Some of the most well-known ergonomic office supplies include: angled keyboards that allow you to rest your hands at a more natural position, office chairs with lower back support and adjustable arms and seats and mice with the buttons on the side that allow you to rest your and on its edge as opposed to palm-down.

Making Your Desk Ergonomic

Aside from buying new office equipment, or having your boss order you more, there are less expensive ways to reduce bodily fatigue at your work station. They involve making sure everything is arranged and adjusted properly.

  • Maintain proper seated posture. For proper seated posture, your feet should be flat on the floor, thighs parallel to the floor, knees bent at a 90° angle, shoulders relaxed but not slouching, back straight and head facing straight forward but looking down slightly.
  • Adjust your monitor height. If your computer monitor is too high or too low, it can cause you to strain your neck and upper back. As mentioned before, proper head posture has you facing straight forward and slightly down. The top of your computer monitor should be even with the top of your head to achieve this position.
  • Reduce glares and flickering. Monitor glares, sun glares, flickering lights, all of these environmental stressors can cause eye fatigue and headaches. If your office has a window, face your computer towards it or pull the blinds during the brightest parts of the day to reduce glare from the sun. You can also place a special film on your monitor screen to eliminate glare, and prying eyes. Flickering monitors or lights also need to be replaced to reduce strain and fatigue.
  • Keep important items within arm’s reach. If you have to lean, twist or stretch to reach something in or around your desk, it’s too far away and could cause you to hyper-extend muscles and tendons, especially if you are constantly doing this maneuver. Since you can’t put everything directly in front of you, organize your work space based on frequency of use, keeping the most important items within arm’s reach.
  • Put a potted plant on your desk. Conditioned and re-circulated building air isn’t as healthy as you’d think, especially if the ventilation system is dirty. A potted plant or two around your desk brightens up the entire space, and plants add fresh air to your environment.

As a final tip, be sure to occasionally look away from your monitor and focus on something on the other side of the room. This helps reduce eye fatigue. Also, take mini breaks away from your desk. Get up and walk around for a few minutes every couple of hours. This allows you to clear your head and come back to a task more refreshed.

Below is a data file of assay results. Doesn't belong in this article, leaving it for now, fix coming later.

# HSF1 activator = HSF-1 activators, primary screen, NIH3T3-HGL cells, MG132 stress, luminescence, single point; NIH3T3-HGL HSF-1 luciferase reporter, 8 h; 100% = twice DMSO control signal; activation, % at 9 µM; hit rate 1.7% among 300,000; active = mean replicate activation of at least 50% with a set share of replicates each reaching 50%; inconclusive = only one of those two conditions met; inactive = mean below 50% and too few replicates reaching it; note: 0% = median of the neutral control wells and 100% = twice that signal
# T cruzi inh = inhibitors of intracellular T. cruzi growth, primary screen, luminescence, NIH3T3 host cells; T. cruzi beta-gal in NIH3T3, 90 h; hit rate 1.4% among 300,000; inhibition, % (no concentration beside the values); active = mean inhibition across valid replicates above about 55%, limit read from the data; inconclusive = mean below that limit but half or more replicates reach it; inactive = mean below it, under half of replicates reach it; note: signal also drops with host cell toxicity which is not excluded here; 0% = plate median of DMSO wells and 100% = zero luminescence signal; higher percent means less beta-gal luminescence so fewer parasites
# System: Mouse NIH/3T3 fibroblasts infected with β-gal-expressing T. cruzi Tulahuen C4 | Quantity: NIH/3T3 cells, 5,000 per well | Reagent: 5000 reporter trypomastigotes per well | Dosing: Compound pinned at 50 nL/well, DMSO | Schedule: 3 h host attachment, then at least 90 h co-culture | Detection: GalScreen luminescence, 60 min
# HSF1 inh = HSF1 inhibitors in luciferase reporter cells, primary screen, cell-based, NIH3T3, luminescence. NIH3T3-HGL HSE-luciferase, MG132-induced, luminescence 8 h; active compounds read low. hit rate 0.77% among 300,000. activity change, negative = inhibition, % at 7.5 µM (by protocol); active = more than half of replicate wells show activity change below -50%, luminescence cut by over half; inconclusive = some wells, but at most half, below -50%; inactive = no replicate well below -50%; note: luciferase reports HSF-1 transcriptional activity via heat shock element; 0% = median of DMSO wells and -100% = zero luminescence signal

January 30, 2013

Case of the Week: IT Band Syndrome in a Triathlete

A 35-year-old triathlete presents with right lateral knee pain after his last race that is aggravated when walking down stairs.  He doesn’t experience the pain whilst swimming or cycling.  He will feel the pain with higher mileage during running and for 1-2 days after.  His pain is located over the distal IT Band attachment point.  Although he has been stretching and foam rolling, he is not getting much relief.  He received 2 sessions of ART on the hip rotators, glutes, ITB, Peroneals, and the QL on the affected side.  He was also given stretching advise on the piriformis and QLs and taught the “four point ITB stretch”.  He was pain free at his second session and was advised to only return to the office once he started to ramp his mileage again as a preventative measure.

January 25, 2013

Case of the week

A 40-year-old female presents complaining of pain and numbness in the wrist and hand, as well as pain in the neck on the same side. She stated that it was worse in the morning and after work, she sits at a desk for 8 hours a day. The pain is sometimes better with stretching and ibuprofen. Examination reveals a positive Tinel’s sign of the median nerve that runs through the carpal tunnel and a positive Phalens sign. Her cervical spine exam reveals tight and tender scalenes, levator scap, and trap muscles.

Treatment consisted of cervical spine adjusting and ART to the forearm and wrist as well as the neck and upper back muscles. She reported less pain after treatment.

The diagnosis was Carpal tunnel syndrome, which affects the median nerve. Also present was a phenomenon called double crush syndrome. Double crush is defined by two areas of nerve compression making the second area more symptomatic due to the nerve compression upstream. In this case, the primary site of nerve compression was in the neck in between the scalenes and the second site at the carpal tunnel. If you have further questions about this condition please give our office a call. We are here to help! 303-863-8330